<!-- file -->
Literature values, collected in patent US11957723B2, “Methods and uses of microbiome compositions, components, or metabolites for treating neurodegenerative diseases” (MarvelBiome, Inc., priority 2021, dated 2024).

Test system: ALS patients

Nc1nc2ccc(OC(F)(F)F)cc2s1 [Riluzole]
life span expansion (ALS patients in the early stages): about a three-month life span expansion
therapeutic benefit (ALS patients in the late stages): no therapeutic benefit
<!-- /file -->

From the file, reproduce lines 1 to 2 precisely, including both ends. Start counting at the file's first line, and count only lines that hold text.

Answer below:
Literature values, collected in patent US11957723B2, “Methods and uses of microbiome compositions, components, or metabolites for treating neurodegenerative diseases” (MarvelBiome, Inc., priority 2021, dated 2024).

Test system: ALS patients